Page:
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2018 Mazda RX-7

2018 Mazda RX-7

After many years of rumors, Mazda has finally confirmed that the beloved RX-7 will get a successor by the end of the decade. The confirmation came at the 2015 Tokyo Motor Show, where the Japanese brand unveiled the RX-VISION, a front-engined, RWD concept that sports an aggressive interpretation of Mazda’s KODO design language. What’s more, the company also confirmed it will have a new-generation rotary engine under the hood.

Mazda didn’t say when the production car will arrive in showrooms, but it seems that the next-gen RX-7’s development depends on how fast the engineers can come up with a reliable and fuel-efficient Wankel powerplant. More details should become available in 2016, but until that happens, we created a rendering of the production vehicle, as well as a speculative review about what the next-gen RX-7 might bring to the table.

Update 12/07/2017: Mazda has been caught testing the next-gen Wankel engine. Unfortunately, it was being testing in an older RX-8 shell instead of a full-body prototype of the next-gen RX-7, but it’ll do for now. The good news is that it is practically confirmation that a next-gen RX is, indeed, on the way. Check out our spy shots section below to see the RX-8 prototype with the next-gen Wankel and to hear what we know.

Continue reading to find out more about the 2018 Mazda RX-7.

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1981 Mazda RX-7 TWR Race Car

1981 Mazda RX-7 TWR Race Car

Among the most famous wins in motorsports history is Mazda’s 1991 win at the 24 Hours of Le Mans. The 1991 Mazda 787B racecar claimed the first, and still only win for a Japanese manufacturer at Le Mans, as well as the only win from a car with a rotary engine. But there was another car that paved the way for the 787B, another rotary-engined car that won a 24-hour endurance race a full decade before Mazda’s win at Le Mans, and that car is an RX-7 belonging to Tom Walkinshaw Racing.

In 1981, the RX-7 was still a pretty new car, having only just debuted in 1979. It wasn’t completely new to motorsports, and had even grabbed a class win at the 1979 24 Hours of Daytona, similar to the kind of success enjoyed by earlier Mazda rotary racing cars. But in 1980, Mazda and Tom Walkinshaw entered the 24 Hours of Spa Francorchamps. It wasn’t an impressive year for the RX-7s at Spa, but the lessons learned were put to good use, and in 1981, TWR grabbed an overall win at Spa, finally providing really solid evidence of the performance potential of the Wankel rotary engine.
Continue reading to learn more about the 1981 Mazda RX-7 TWR Race Car.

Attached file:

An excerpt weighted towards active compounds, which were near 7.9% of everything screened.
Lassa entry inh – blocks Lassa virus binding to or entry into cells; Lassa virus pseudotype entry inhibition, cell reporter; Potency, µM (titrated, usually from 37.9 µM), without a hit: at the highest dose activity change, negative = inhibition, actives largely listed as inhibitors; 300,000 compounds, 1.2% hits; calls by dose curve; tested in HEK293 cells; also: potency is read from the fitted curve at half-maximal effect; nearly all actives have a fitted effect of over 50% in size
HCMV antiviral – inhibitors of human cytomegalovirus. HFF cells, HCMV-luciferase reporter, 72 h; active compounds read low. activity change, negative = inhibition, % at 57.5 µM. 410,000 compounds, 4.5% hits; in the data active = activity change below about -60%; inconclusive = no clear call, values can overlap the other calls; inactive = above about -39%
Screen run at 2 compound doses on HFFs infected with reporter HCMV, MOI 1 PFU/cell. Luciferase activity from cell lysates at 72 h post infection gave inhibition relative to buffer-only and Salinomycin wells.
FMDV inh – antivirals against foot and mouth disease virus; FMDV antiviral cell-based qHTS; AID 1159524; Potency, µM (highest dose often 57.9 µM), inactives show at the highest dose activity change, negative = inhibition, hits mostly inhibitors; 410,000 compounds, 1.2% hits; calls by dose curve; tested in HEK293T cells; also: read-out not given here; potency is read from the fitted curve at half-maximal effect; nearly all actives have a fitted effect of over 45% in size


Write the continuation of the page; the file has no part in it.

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2011 Mazda RX-7 by Garage Revolution

2011 Mazda RX-7 by Garage Revolution

Garage Revolution has prepared a very cool Mazda RX-7 for the World Time Attack Challenge. Their RX-7 is powered by a 13B turbo engine that has received a 50mm exhaust manifold, 80mm front pipe, 80mm full titanium exhaust, custom airbox, custom cooling ducts for turbine, MoTeC M2R ECU and boost control solenoid. The result is an impressive 600 HP and with a total weight of 2204 lbs you can only imagine the level of performance it will deliver.

For the exterior the car gets a carbon fiber front bumper, rear bumper and quarter panels, front fenders, side skirts, front and rear canards, rear diffuser, rear hatch, doors, hood and GT Wing; Craft Square dry carbon fiber side mirrors. For the interior Garage Revolution added a roll cage for the driver’s safety, carbon fiber dash, center console, transmission tunnel and floor, custom gear selector and linkage, shift knob, reverse selector; AP Racing air jack kit, brake bias selector and adjustable pedal box.

Hit the jump to watch the video.

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2005 The Fast and the Furious: Tokyo Drift: VeilSide RX-7

2005 The Fast and the Furious: Tokyo Drift: VeilSide RX-7

This RX-7 was built by VeilSide, one of the largest automotive aftermarket companies in Japan. Universal studios bought the car and change it for the movie The Fast and the Furious: Tokyo Drift.

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2001 Mazda RX7

2001 Mazda RX7

The zoom-zoom brand’s prescription for corner-carving vigor

Although it sold in the U.S. for just three short years, the third-generation Mazda RX-7 is widely regarded as one of the best Japanese sports cars of the ‘90s, if not all time. Also known as the FD, the third-gen boasts the same fundamental performance attributes as the first two generations, with world-class handling, a feathery curb weight, and zero reciprocating pistons. However, the FD improves upon the original with a double helping of turbocharged Wankel power, plus one of the sexiest bodies ever produced in the Land of the Rising Sun, and as a result, it’s nothing less than a four-wheeled superstar.

Unsurprisingly, the FD has enjoyed success in a variety of motorsports, including endurance racing, touring cars, rally racing, and in particular, drifting. Its legendary capabilities on the race track have even extended into the realm of fiction, with a slew of appearances throughout automotive pop culture, from movies, to manga, to video games.

Fans of the FD are an enthusiastic bunch, exhibiting an almost fanatical devotion to the eccentricities of this rotary-powered icon. But why? What exactly makes it so incredibly good? Read on for the details.

Continue reading to learn more about 1991 – 2002 Mazda RX-7.

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